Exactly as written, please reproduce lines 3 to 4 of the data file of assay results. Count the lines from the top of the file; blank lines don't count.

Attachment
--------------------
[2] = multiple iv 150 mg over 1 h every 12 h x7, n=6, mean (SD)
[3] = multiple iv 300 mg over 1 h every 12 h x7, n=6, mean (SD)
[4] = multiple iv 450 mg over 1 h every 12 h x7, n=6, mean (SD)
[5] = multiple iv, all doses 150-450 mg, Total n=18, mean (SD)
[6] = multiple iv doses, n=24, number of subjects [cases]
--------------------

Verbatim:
[4] = multiple iv 450 mg over 1 h every 12 h x7, n=6, mean (SD)
[5] = multiple iv, all doses 150-450 mg, Total n=18, mean (SD)